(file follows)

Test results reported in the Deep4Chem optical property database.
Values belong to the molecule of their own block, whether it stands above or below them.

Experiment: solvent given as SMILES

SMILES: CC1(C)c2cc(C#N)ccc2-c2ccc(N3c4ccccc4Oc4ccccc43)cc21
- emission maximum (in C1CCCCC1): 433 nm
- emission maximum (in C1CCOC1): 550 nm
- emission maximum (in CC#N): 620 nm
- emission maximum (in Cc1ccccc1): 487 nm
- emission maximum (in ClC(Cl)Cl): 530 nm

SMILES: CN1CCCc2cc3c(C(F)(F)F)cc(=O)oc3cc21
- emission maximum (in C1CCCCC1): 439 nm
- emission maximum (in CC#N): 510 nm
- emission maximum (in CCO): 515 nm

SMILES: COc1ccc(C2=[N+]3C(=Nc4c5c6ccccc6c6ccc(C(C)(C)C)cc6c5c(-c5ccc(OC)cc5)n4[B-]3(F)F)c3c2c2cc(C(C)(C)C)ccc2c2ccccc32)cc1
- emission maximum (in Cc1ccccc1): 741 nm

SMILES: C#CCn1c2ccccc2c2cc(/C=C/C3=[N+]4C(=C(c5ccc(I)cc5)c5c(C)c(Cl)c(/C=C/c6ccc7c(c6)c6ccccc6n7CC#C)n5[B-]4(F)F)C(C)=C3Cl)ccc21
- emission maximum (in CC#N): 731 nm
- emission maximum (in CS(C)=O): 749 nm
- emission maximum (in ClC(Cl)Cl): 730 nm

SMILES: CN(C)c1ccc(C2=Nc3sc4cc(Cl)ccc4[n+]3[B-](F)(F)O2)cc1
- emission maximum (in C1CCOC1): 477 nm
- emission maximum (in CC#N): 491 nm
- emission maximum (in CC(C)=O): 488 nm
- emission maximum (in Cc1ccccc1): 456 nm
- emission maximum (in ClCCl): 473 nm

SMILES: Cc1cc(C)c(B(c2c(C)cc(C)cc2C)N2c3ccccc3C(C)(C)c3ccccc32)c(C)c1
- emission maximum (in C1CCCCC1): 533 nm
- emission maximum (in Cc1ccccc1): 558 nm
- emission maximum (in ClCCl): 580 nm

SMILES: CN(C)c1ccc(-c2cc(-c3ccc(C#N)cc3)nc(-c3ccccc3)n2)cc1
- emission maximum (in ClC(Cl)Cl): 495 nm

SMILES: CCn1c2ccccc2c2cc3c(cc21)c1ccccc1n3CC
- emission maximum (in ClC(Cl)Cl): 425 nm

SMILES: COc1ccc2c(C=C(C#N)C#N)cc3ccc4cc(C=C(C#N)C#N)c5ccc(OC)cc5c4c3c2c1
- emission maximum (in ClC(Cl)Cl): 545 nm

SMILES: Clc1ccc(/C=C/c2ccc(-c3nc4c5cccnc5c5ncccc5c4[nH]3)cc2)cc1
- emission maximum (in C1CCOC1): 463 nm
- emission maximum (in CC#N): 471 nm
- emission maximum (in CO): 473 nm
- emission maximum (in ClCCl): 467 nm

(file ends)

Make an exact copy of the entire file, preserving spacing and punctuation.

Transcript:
Test results reported in the Deep4Chem optical property database.
Values belong to the molecule of their own block, whether it stands above or below them.

Experiment: solvent given as SMILES

SMILES: CC1(C)c2cc(C#N)ccc2-c2ccc(N3c4ccccc4Oc4ccccc43)cc21
- emission maximum (in C1CCCCC1): 433 nm
- emission maximum (in C1CCOC1): 550 nm
- emission maximum (in CC#N): 620 nm
- emission maximum (in Cc1ccccc1): 487 nm
- emission maximum (in ClC(Cl)Cl): 530 nm

SMILES: CN1CCCc2cc3c(C(F)(F)F)cc(=O)oc3cc21
- emission maximum (in C1CCCCC1): 439 nm
- emission maximum (in CC#N): 510 nm
- emission maximum (in CCO): 515 nm

SMILES: COc1ccc(C2=[N+]3C(=Nc4c5c6ccccc6c6ccc(C(C)(C)C)cc6c5c(-c5ccc(OC)cc5)n4[B-]3(F)F)c3c2c2cc(C(C)(C)C)ccc2c2ccccc32)cc1
- emission maximum (in Cc1ccccc1): 741 nm

SMILES: C#CCn1c2ccccc2c2cc(/C=C/C3=[N+]4C(=C(c5ccc(I)cc5)c5c(C)c(Cl)c(/C=C/c6ccc7c(c6)c6ccccc6n7CC#C)n5[B-]4(F)F)C(C)=C3Cl)ccc21
- emission maximum (in CC#N): 731 nm
- emission maximum (in CS(C)=O): 749 nm
- emission maximum (in ClC(Cl)Cl): 730 nm

SMILES: CN(C)c1ccc(C2=Nc3sc4cc(Cl)ccc4[n+]3[B-](F)(F)O2)cc1
- emission maximum (in C1CCOC1): 477 nm
- emission maximum (in CC#N): 491 nm
- emission maximum (in CC(C)=O): 488 nm
- emission maximum (in Cc1ccccc1): 456 nm
- emission maximum (in ClCCl): 473 nm

SMILES: Cc1cc(C)c(B(c2c(C)cc(C)cc2C)N2c3ccccc3C(C)(C)c3ccccc32)c(C)c1
- emission maximum (in C1CCCCC1): 533 nm
- emission maximum (in Cc1ccccc1): 558 nm
- emission maximum (in ClCCl): 580 nm

SMILES: CN(C)c1ccc(-c2cc(-c3ccc(C#N)cc3)nc(-c3ccccc3)n2)cc1
- emission maximum (in ClC(Cl)Cl): 495 nm

SMILES: CCn1c2ccccc2c2cc3c(cc21)c1ccccc1n3CC
- emission maximum (in ClC(Cl)Cl): 425 nm

SMILES: COc1ccc2c(C=C(C#N)C#N)cc3ccc4cc(C=C(C#N)C#N)c5ccc(OC)cc5c4c3c2c1
- emission maximum (in ClC(Cl)Cl): 545 nm

SMILES: Clc1ccc(/C=C/c2ccc(-c3nc4c5cccnc5c5ncccc5c4[nH]3)cc2)cc1
- emission maximum (in C1CCOC1): 463 nm
- emission maximum (in CC#N): 471 nm
- emission maximum (in CO): 473 nm
- emission maximum (in ClCCl): 467 nm